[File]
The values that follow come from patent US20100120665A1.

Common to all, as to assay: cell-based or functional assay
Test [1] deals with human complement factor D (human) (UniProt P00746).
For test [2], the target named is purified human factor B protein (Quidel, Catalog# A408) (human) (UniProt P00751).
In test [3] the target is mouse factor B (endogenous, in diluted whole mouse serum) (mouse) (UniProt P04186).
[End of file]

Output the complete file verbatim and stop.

The values that follow come from patent US20100120665A1.

Common to all, as to assay: cell-based or functional assay
Test [1] deals with human complement factor D (human) (UniProt P00746).
For test [2], the target named is purified human factor B protein (Quidel, Catalog# A408) (human) (UniProt P00751).
In test [3] the target is mouse factor B (endogenous, in diluted whole mouse serum) (mouse) (UniProt P04186).